This article deals with some of the lessons learned from my forced landing on Jan. 22/05 and will hopefully be of use to other RV pilots. Comments from other RV pilots with similar experiences or input is welcome.
1. The descent rate, glide ratio and apparent glide angle are different with no power as opposed to simulated idle power. The glide ratio is dependent on weight and propeller drag. Our calculated glide ratio with the engine out at gross weight is only around 6.75-7.5 to 1. It is logical to assume that propeller drag may be higher with 3 blade as opposed to two blade props. On controllable pitch props, the glide may be extended by going to full coarse if loss of oil pressure or electrics does not prevent this. Going to WOT if you remember may also extend the glide (assuming that the engine is not seized).
2. Testing on our aircraft shows that best glide airspeed is somewhere around 80-85 knots. Your aircraft may be different. It is worth testing at idle power to find out. Check your VSI at different airspeeds and calculate the glide ratio. Velocity divided by descent rate = glide ratio. VSI in ft./min., airspeed in miles per hour needs to be converted to ft./min. by multiplying by 88. For example, 80 mph X 88= 7040 feet per minute. If your VSI reads 1000 fpm, 7040 divided by 1000= 7.04. For working in knots, multiply your airspeed by 1.15.
3. With the small aspect ratio on the typical RV, induced drag in turns at low airspeed is relatively high. In other words, turns with no engine power will require that you lower the nose to maintain airspeed. This increases the descent rate appreciably. I would therefore recommend that you don't make any major turns at low altitude. If you must turn to avoid obstacles, keep your bank angles to less than 30 degrees, USE THAT RUDDER for heading changes and watch the ASI like a hawk. NEVER let the ASI drop below 80 knots/ 85 mph.
4. If you have plenty of altitude, you MAY have time to switch to 121.5 and transmit a Mayday after checking fuel, swiches and engine controls. You MAY NOT have time. You may not have electrical power for the radios as in our case. FLY THE AIRCRAFT FIRST! Things can happen fast in a real engine out situation. Inattention to flying by switching radios and other distractions can use up precious decision making time. Calling Mayday is less important than surviving the forced landing. Watch that ASI.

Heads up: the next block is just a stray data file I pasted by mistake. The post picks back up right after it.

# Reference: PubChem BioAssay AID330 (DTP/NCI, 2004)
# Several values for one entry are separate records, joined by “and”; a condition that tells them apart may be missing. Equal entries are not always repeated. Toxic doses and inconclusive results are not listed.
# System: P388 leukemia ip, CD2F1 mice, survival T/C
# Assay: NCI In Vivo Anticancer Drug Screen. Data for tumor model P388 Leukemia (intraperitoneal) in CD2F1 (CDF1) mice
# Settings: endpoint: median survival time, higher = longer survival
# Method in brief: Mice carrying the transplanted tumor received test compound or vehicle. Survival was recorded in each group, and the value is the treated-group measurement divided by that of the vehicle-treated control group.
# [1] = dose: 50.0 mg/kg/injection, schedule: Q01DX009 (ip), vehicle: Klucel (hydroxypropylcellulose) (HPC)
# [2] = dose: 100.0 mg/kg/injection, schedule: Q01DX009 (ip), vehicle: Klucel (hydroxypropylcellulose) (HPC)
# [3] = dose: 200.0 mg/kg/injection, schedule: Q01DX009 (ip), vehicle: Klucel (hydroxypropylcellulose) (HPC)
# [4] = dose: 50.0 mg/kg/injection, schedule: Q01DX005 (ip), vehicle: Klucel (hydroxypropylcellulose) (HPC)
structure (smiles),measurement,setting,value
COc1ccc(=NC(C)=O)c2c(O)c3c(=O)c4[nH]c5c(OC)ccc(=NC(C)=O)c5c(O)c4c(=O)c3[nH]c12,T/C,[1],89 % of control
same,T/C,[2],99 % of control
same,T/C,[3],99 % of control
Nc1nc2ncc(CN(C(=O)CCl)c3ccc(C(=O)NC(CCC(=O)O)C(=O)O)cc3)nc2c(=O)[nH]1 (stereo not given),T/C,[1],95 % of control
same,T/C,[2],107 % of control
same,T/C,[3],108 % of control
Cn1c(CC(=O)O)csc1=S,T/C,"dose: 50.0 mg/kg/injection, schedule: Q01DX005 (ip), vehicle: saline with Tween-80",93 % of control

5. In my incident, I thought I had plenty of altitude 2-3 miles out to make the runway. It was very deceiving and I ended up WELL short. Plan to arrive MUCH higher than you think. You can always side slip or use full flaps (if you have electrics or manual flaps) to lose altitude when you are very close to the field. You can't gain back what you have already lost. Unless you are at least 3000 feet AGL, I would not recommend a standard forced landing pattern as I think with the RV glide characteristics, it is very likely that you will use up all your altitude in the turns and end up too short. Pick the best area and aim for it. You cannot see the obstacles or even judge the terrain very well from 2-3000 feet up anyway. Watch that ASI and keep saying in your head- don't stall, don't stall!
6. The pitch attitude during the glide may not look too bad at 500 or 1000 feet above the ground but as you get down to 100-200 feet, it will look downright scary. Absolutely resist the temptation to pull back on the stick when this hits you. It will be a very powerful urge at low altitude to arrest the descent rate. You MUST maintain 80-85 all the way down to the flare. If you pull back at 100 feet, speed will fall off, descent rate will increase and you will either stall and be killed or hit even harder as you will not have enough energy to complete a flare. Another way of looking at this is that 1000 fpm is 16.6 feet per second. That is a hard hit if you can't flare. At 60 knots, the descent rate may be as high as 20+ feet per second. Fly the aircraft right down to 20-25 feet at 80-85 before starting the flare. Elevator authority will be reduced with no power so the flare will take longer to execute and speed will bleed off faster with no residual idle thrust from the prop. Get the aircraft into ground effect and let the speed bleed off until you touch down.
We all hope that we never experience an engine failure but it can happen to anyone. Practice your procedures and get to know how your aircraft handles at idle power. If possible, practice approaches at idle power from a ways out on your normal runway. Without adjusting power except for safety, see if you can touch down where you anticipated. Practice side slipping to lose altiude on some of your approaches. Knowing how the aircraft feels and responds may save your life sometime. If you always land with partial or full flaps, do some landings clean as an RV flies quite differently. Don't become complacent about your ability to force land your aircraft as it WILL be different from any training scenerio when you really do lose all power.